Michigan Cannabis Market Keeps Breaking Its Own Sales Records

The Michigan marijuana market continued to break records in March, hitting a new sales high of almost $250 million for the month, after selling $2.3 billion in 2022.

The new sales record, first reported by New Cannabis Ventures, includes $9.8 million in medical marijuana sales and $239.8 million in recreational cannabis sales, for a total of $249.6 million in March, according to data from the Michigan Cannabis Regulatory Agency.

Sales were up by more than 15% from February, New Cannabis Ventures found, and up almost 63% from March 2022.

But the state report also confirmed that wholesale prices have been plummeting, with the average price per pound down more than 54% from a year prior.

With prices on the downslope, Michigan marijuana companies are struggling to turn a profit despite the record sales, Bridge Michigan reported. Retail prices per ounce of cannabis flower in February were down by almost half, to roughly $86 per ounce, from about $160 in February 2022.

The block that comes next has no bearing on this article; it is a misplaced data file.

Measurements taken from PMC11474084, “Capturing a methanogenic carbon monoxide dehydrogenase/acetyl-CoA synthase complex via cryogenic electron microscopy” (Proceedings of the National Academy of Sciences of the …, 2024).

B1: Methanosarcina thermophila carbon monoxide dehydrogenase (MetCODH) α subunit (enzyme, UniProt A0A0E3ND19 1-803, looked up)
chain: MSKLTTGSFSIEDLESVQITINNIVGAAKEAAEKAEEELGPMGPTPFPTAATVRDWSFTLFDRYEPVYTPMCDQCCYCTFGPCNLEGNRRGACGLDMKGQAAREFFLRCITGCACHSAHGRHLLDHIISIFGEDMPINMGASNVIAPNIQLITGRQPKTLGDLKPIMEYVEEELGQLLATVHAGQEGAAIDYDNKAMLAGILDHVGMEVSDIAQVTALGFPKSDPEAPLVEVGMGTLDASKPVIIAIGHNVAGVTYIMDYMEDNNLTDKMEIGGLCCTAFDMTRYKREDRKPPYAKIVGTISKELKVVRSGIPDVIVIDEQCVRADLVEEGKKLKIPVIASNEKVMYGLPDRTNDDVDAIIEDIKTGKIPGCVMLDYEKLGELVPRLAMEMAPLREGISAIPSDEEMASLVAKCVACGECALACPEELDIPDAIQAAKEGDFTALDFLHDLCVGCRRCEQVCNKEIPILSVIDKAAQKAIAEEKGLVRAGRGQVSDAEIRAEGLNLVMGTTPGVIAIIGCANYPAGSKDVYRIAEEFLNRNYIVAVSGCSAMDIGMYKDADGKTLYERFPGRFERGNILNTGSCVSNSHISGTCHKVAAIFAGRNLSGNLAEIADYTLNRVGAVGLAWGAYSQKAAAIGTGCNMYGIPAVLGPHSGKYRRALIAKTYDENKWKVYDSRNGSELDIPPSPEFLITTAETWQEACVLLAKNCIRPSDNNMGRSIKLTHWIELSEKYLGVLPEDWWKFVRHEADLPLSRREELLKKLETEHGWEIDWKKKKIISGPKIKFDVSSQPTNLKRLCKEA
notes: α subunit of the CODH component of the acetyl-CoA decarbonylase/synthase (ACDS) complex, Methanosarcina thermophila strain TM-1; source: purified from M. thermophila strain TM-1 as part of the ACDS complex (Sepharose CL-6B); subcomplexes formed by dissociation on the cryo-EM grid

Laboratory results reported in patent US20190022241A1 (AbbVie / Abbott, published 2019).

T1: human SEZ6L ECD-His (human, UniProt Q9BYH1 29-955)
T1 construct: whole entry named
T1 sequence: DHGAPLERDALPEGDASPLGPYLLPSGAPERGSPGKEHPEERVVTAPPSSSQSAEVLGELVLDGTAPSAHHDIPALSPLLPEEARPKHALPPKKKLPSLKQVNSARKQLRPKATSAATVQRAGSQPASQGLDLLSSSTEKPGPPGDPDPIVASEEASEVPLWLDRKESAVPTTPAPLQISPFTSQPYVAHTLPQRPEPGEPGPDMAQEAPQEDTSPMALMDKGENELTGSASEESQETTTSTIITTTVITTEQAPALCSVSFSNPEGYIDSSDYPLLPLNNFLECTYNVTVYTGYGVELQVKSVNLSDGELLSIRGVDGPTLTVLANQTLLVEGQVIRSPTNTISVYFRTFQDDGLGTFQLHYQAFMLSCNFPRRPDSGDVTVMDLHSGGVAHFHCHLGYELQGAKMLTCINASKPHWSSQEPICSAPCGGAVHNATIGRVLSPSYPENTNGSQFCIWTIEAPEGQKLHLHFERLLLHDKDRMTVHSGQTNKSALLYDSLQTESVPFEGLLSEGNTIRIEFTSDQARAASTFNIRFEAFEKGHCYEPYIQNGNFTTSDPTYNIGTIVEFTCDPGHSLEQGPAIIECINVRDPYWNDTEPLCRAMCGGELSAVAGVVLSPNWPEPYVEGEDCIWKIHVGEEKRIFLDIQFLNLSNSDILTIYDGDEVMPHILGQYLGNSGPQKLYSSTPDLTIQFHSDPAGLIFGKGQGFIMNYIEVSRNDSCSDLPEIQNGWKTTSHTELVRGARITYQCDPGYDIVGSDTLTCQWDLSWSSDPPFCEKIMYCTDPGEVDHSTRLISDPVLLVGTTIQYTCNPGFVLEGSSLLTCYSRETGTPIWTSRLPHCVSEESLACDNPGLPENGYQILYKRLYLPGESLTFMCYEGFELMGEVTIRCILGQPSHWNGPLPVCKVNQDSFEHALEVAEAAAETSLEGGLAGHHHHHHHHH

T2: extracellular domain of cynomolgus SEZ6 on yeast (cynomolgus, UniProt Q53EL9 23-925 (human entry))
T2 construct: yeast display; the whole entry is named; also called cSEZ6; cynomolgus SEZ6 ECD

According to the Cannabis Regulatory Agency report, Michigan in March had 1,999 active cannabis business licenses, including 656 retailers and 1,005 cultivators.

The number of growers, several sources told Bridge Michigan, is one of the reasons the market is currently oversupplied, which is largely what’s driving prices down.

“There’s way too much supply and so sellers are dropping their price so that they can get on the shelves of the retailers,” Beau Whitney, an economist with the National Cannabis Industry Association, told Bridge Michigan. That’s leaving very little room for profit, he said.

That’s likely to lead to consolidation in the near future, Whitney predicted.

“Those businesses that can’t get enough revenue … to cover their cost, they’re going to go out of business unfortunately,” he said.

“The big multistate operators and big corporations will buy distressed assets and consolidate the market,” Whitney said. “Instead of having hundreds of licenses, there will be substantially less than that.”

Read the full article HERE.